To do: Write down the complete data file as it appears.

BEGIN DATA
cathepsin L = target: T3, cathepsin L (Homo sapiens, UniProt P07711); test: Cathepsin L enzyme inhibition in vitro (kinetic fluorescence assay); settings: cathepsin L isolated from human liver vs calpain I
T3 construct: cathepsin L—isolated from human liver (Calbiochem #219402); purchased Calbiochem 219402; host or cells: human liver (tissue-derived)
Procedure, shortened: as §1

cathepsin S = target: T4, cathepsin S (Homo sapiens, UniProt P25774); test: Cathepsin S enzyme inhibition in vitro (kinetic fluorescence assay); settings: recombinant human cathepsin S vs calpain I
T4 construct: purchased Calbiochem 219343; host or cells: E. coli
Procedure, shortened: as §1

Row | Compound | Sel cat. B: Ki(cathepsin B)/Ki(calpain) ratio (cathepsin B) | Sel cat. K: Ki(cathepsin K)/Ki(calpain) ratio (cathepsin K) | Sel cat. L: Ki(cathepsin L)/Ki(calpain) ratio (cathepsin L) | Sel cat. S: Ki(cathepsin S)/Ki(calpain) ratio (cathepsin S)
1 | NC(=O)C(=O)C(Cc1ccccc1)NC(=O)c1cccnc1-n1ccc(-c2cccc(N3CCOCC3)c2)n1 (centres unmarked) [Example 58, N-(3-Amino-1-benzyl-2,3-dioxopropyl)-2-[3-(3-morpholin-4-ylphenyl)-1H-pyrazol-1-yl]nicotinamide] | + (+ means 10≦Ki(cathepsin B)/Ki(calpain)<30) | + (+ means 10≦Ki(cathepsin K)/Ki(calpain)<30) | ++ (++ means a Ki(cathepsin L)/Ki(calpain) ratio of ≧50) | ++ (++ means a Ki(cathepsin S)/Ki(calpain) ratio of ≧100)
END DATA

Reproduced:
cathepsin L = target: T3, cathepsin L (Homo sapiens, UniProt P07711); test: Cathepsin L enzyme inhibition in vitro (kinetic fluorescence assay); settings: cathepsin L isolated from human liver vs calpain I
T3 construct: cathepsin L—isolated from human liver (Calbiochem #219402); purchased Calbiochem 219402; host or cells: human liver (tissue-derived)
Procedure, shortened: as §1

cathepsin S = target: T4, cathepsin S (Homo sapiens, UniProt P25774); test: Cathepsin S enzyme inhibition in vitro (kinetic fluorescence assay); settings: recombinant human cathepsin S vs calpain I
T4 construct: purchased Calbiochem 219343; host or cells: E. coli
Procedure, shortened: as §1

Row | Compound | Sel cat. B: Ki(cathepsin B)/Ki(calpain) ratio (cathepsin B) | Sel cat. K: Ki(cathepsin K)/Ki(calpain) ratio (cathepsin K) | Sel cat. L: Ki(cathepsin L)/Ki(calpain) ratio (cathepsin L) | Sel cat. S: Ki(cathepsin S)/Ki(calpain) ratio (cathepsin S)
1 | NC(=O)C(=O)C(Cc1ccccc1)NC(=O)c1cccnc1-n1ccc(-c2cccc(N3CCOCC3)c2)n1 (centres unmarked) [Example 58, N-(3-Amino-1-benzyl-2,3-dioxopropyl)-2-[3-(3-morpholin-4-ylphenyl)-1H-pyrazol-1-yl]nicotinamide] | + (+ means 10≦Ki(cathepsin B)/Ki(calpain)<30) | + (+ means 10≦Ki(cathepsin K)/Ki(calpain)<30) | ++ (++ means a Ki(cathepsin L)/Ki(calpain) ratio of ≧50) | ++ (++ means a Ki(cathepsin S)/Ki(calpain) ratio of ≧100)